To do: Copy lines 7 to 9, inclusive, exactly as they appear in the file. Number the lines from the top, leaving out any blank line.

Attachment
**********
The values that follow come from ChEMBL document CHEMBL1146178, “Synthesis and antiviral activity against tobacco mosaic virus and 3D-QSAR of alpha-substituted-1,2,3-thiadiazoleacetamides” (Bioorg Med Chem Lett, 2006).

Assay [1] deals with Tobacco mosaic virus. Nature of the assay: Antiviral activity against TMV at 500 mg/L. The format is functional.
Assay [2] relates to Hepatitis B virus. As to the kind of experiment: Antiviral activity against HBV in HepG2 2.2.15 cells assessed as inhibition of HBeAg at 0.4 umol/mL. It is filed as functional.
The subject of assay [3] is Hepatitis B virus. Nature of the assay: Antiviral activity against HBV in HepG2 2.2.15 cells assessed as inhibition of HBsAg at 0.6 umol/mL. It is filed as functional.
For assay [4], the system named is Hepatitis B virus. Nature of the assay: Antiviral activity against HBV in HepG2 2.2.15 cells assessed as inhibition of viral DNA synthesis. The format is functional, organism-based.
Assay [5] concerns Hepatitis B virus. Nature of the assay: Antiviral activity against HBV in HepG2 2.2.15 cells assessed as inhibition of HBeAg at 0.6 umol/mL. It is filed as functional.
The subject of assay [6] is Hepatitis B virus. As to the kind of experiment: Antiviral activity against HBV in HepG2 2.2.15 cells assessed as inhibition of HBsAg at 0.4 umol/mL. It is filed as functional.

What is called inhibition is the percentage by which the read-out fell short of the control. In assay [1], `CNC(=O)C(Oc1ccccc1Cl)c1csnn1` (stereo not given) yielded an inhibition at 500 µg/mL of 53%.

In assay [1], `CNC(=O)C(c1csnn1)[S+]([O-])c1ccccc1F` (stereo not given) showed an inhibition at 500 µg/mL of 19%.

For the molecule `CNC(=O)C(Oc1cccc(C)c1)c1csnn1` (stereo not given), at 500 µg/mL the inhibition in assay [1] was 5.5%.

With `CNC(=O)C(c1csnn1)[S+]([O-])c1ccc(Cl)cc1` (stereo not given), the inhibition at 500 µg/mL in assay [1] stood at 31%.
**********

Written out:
The subject of assay [6] is Hepatitis B virus. As to the kind of experiment: Antiviral activity against HBV in HepG2 2.2.15 cells assessed as inhibition of HBsAg at 0.4 umol/mL. It is filed as functional.

What is called inhibition is the percentage by which the read-out fell short of the control. In assay [1], `CNC(=O)C(Oc1ccccc1Cl)c1csnn1` (stereo not given) yielded an inhibition at 500 µg/mL of 53%.

In assay [1], `CNC(=O)C(c1csnn1)[S+]([O-])c1ccccc1F` (stereo not given) showed an inhibition at 500 µg/mL of 19%.